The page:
The credit crisis has rekindled interest in collars and protective strategies in general, and for good reason. In 2008-09, the PowerShares QQQ exchange-traded fund (ETF) experienced a drawdown of roughly 50% from peak to trough. Even diversification, which many rely on to be a strong guard against portfolio-wide losses, didn’t protect as expected.
Many asset classes that are generally considered effective equity diversifiers also faced significant losses. Correlations of most asset classes with broad equity indexes tended to be significantly higher in 2007 and 2008 than in previous years, negating much of the expected benefits of diversification. This type of contagion across asset classes suggests that in times of major systemic stress, direct hedges through protective options strategies provide equity portfolios with more benefits than standard diversification programs.
A new study has found that a long protective collar strategy using six-month put purchases and consecutive one-month call writes earned far superior returns compared to a simple buy-and-hold strategy, while reducing risk by almost 65%. The study (“Loosening Your Collar: Alternative Implementations of QQQ Collars”) was conducted by Edward Szado and Thomas Schneeweis at the Isenberg School of Management’s Center for International Securities and Derivatives Markets at the University of Massachusetts.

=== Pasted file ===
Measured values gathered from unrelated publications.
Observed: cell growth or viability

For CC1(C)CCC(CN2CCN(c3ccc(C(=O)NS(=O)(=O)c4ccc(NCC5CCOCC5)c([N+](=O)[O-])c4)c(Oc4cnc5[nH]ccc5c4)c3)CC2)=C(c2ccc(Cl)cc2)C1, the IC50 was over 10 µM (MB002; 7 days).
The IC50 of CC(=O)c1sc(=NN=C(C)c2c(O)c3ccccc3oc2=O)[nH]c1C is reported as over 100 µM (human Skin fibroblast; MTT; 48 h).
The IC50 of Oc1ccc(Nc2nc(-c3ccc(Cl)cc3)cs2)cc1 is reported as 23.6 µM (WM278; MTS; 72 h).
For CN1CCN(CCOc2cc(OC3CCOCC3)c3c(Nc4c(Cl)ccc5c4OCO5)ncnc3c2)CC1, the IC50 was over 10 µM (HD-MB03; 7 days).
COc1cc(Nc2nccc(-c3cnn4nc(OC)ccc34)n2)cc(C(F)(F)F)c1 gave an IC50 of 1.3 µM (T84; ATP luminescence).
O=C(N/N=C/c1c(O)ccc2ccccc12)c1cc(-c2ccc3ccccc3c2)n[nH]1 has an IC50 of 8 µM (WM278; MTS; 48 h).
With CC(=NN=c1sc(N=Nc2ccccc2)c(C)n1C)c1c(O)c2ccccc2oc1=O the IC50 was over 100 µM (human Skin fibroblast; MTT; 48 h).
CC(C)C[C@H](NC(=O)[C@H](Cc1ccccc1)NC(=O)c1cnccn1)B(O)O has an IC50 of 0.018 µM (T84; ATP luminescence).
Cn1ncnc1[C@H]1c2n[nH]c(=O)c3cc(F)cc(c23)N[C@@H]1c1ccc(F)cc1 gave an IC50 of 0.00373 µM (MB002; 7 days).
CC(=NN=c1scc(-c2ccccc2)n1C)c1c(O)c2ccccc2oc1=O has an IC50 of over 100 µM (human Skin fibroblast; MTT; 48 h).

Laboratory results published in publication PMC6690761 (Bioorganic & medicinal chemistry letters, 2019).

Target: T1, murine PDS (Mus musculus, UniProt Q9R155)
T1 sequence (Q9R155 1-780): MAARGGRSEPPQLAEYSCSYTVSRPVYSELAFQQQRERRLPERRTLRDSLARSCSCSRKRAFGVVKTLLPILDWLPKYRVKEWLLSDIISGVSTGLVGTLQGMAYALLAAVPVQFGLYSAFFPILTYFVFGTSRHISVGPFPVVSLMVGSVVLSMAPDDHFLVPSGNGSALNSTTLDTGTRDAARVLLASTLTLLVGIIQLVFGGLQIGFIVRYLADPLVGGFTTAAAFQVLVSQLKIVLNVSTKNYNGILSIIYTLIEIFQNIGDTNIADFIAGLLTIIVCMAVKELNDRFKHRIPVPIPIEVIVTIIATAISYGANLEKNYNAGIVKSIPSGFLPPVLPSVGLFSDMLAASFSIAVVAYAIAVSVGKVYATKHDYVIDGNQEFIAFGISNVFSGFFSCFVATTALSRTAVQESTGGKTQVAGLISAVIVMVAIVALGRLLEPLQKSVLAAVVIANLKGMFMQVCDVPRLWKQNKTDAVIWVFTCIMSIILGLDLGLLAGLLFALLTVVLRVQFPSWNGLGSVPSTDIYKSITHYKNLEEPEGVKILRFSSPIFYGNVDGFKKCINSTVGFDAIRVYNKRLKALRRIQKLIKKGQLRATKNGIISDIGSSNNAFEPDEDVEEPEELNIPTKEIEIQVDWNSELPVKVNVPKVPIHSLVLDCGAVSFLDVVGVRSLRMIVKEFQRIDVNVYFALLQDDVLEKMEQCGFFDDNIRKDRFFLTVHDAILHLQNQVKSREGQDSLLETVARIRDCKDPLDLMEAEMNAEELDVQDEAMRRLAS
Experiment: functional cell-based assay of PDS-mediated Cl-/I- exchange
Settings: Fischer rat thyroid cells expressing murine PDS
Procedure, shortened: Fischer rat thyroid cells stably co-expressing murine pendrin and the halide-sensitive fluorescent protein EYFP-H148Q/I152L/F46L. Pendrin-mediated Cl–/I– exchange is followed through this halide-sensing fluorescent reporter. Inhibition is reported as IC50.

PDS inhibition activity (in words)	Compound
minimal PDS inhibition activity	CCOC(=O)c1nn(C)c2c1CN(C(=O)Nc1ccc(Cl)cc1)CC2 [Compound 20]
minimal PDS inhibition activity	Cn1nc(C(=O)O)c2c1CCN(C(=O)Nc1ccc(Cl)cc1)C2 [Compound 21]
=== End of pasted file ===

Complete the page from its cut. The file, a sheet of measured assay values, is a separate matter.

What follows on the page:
Szado and Schneeweis evaluated more than 10 years of data on the PowerShares QQQ exchange-traded fund (Ticker: QQQQ) and its associated options. They also extended the analysis to a more active implementation of the strategy. While the passive collar used a constant set of fixed rules, the active collar used rules that adapt the collar to changing macroeconomic variables and market conditions. The active collar implementation generated higher returns than the passive implementation, while volatility was only slightly higher. Over the 122-month study period, the passive collar returned almost 150%, while the QQQ lost one-third of its value. The active collar outperformed both strategies and returned more than 200% (see “Active or passive”).